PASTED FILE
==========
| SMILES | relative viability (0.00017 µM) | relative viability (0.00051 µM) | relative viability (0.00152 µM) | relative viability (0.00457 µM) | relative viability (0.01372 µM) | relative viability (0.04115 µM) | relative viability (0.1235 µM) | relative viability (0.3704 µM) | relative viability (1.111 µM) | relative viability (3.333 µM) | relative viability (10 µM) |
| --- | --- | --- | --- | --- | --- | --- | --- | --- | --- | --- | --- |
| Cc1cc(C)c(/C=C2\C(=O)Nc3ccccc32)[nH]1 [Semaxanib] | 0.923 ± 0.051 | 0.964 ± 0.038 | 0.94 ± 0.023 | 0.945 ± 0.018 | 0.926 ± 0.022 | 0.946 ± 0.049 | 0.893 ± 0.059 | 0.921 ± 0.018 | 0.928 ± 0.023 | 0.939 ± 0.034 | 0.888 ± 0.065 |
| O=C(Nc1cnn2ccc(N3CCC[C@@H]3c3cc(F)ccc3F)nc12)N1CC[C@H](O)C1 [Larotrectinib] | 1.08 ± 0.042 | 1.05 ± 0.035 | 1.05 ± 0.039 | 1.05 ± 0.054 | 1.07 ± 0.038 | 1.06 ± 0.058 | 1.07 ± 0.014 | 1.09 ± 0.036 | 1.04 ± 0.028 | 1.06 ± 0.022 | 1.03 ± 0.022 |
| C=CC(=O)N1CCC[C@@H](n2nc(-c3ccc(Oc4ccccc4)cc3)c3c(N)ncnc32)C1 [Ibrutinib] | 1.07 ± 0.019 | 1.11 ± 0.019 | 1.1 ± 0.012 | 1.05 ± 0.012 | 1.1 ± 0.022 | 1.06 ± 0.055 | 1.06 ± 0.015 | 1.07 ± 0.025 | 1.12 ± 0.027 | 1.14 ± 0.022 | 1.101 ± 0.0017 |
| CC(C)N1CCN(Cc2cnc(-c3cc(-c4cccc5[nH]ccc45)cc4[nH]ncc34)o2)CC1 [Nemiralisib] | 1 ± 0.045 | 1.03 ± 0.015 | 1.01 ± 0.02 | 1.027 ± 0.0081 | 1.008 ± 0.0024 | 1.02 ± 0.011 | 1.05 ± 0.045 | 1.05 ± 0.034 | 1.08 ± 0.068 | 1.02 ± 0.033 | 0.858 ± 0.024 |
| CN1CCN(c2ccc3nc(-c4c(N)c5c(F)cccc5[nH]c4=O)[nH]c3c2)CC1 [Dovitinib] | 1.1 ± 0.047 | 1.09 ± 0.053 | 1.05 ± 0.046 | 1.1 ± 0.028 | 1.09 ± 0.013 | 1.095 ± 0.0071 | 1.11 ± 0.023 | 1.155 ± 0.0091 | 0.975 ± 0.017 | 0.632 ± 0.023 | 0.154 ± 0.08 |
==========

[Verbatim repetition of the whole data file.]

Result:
| SMILES | relative viability (0.00017 µM) | relative viability (0.00051 µM) | relative viability (0.00152 µM) | relative viability (0.00457 µM) | relative viability (0.01372 µM) | relative viability (0.04115 µM) | relative viability (0.1235 µM) | relative viability (0.3704 µM) | relative viability (1.111 µM) | relative viability (3.333 µM) | relative viability (10 µM) |
| --- | --- | --- | --- | --- | --- | --- | --- | --- | --- | --- | --- |
| Cc1cc(C)c(/C=C2\C(=O)Nc3ccccc32)[nH]1 [Semaxanib] | 0.923 ± 0.051 | 0.964 ± 0.038 | 0.94 ± 0.023 | 0.945 ± 0.018 | 0.926 ± 0.022 | 0.946 ± 0.049 | 0.893 ± 0.059 | 0.921 ± 0.018 | 0.928 ± 0.023 | 0.939 ± 0.034 | 0.888 ± 0.065 |
| O=C(Nc1cnn2ccc(N3CCC[C@@H]3c3cc(F)ccc3F)nc12)N1CC[C@H](O)C1 [Larotrectinib] | 1.08 ± 0.042 | 1.05 ± 0.035 | 1.05 ± 0.039 | 1.05 ± 0.054 | 1.07 ± 0.038 | 1.06 ± 0.058 | 1.07 ± 0.014 | 1.09 ± 0.036 | 1.04 ± 0.028 | 1.06 ± 0.022 | 1.03 ± 0.022 |
| C=CC(=O)N1CCC[C@@H](n2nc(-c3ccc(Oc4ccccc4)cc3)c3c(N)ncnc32)C1 [Ibrutinib] | 1.07 ± 0.019 | 1.11 ± 0.019 | 1.1 ± 0.012 | 1.05 ± 0.012 | 1.1 ± 0.022 | 1.06 ± 0.055 | 1.06 ± 0.015 | 1.07 ± 0.025 | 1.12 ± 0.027 | 1.14 ± 0.022 | 1.101 ± 0.0017 |
| CC(C)N1CCN(Cc2cnc(-c3cc(-c4cccc5[nH]ccc45)cc4[nH]ncc34)o2)CC1 [Nemiralisib] | 1 ± 0.045 | 1.03 ± 0.015 | 1.01 ± 0.02 | 1.027 ± 0.0081 | 1.008 ± 0.0024 | 1.02 ± 0.011 | 1.05 ± 0.045 | 1.05 ± 0.034 | 1.08 ± 0.068 | 1.02 ± 0.033 | 0.858 ± 0.024 |
| CN1CCN(c2ccc3nc(-c4c(N)c5c(F)cccc5[nH]c4=O)[nH]c3c2)CC1 [Dovitinib] | 1.1 ± 0.047 | 1.09 ± 0.053 | 1.05 ± 0.046 | 1.1 ± 0.028 | 1.09 ± 0.013 | 1.095 ± 0.0071 | 1.11 ± 0.023 | 1.155 ± 0.0091 | 0.975 ± 0.017 | 0.632 ± 0.023 | 0.154 ± 0.08 |